Interview with Alan Bowker, author of A Time Such as There Never Was Before

Interview with Alan Bowker, author of A Time Such as There Never Was Before

Posted on October 23 by Alan Bowker
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Alan Bowker worked for thirty-five years in Canada's foreign service, including serving as high commissioner to Guyana. He has a Ph.D. in Canadian history and has taught at Canada's Royal Military College. He is the editor of two collections of Leacock essays, On the Front Line of Life and Social Criticism. Today Alan answers some questions for us about his new book A Time Such as There Never Was Before.

How did you come up with the idea for this work?

Alan: For many years I have been fascinated by the period after the First World War – among the most tumultuous, exciting and significant in Canadian history. There is a story to be told which is full of drama, with interesting characters and many important events all going on at once, all interacting with each other, as millions of people struggled to adjust to bewildering change, cope with political, economic, and social upheaval, define their country and their communities, and find their place in a world turned upside down.

The war had, as one might expect, produced massive changes in Canada’s society, politics, and economy; but it was the postwar period that would determine which of these changes would be permanent, which only transitory, and what kind of Canada would move forward into the future. The war had strained relations between Canada’s founding peoples, between regions and classes, and it had called into question Canada’s religious and moral beliefs, its commitment to democracy, and its role as a nation in the British Empire. To these were added the myriad problems of reconstruction and reconciliation.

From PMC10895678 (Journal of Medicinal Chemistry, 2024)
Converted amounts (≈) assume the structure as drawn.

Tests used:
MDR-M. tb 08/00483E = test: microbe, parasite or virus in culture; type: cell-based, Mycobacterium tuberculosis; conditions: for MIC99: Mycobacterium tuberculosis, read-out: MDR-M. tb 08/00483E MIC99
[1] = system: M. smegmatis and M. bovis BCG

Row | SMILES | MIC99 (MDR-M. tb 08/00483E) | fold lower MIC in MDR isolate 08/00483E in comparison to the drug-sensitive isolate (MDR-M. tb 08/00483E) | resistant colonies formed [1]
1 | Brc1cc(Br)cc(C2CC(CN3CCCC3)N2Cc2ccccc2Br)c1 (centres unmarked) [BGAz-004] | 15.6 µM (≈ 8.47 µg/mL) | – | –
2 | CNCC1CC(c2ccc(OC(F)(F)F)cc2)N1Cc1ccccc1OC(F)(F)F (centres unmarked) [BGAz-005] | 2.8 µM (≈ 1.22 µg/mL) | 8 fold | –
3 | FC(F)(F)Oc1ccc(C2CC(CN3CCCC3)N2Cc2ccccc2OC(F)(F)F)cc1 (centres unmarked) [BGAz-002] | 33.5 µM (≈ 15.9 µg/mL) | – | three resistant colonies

How could a young country faced with so many challenges survive and move forward, at a time when other multi-ethnic countries and empires had collapsed, when the United States was erupting in class and racial violence and lapsed into isolation, when Britain was wracked with industrial conflict, economic decline, and disillusionment? There has been extensive academic study of specific elements of the postwar in Canada, but it seemed to me important to look at the wide spectrum of issues across the whole country, to see how, together, they shaped the new Canada that emerged from the war.

Tell us a little about the overarching theme of your work, and why you felt compelled to explore it.

Alan: The war had been fought for civilization, God, and the British Empire and it was widely hoped that victory would make Canada a nation, ensure social progress, and usher in a new world of justice and peace in which all things would be possible.  The country was full of, vociferous demands, impossible expectations, and irrational fears. Indeed, wrote JW Dafoe of the Winnipeg Free Press, anyone charged with leading postwar Canada would have to “do things that cannot be done; things that are mutually contradictory and destructive; and whatever he does will have more critics than friends.”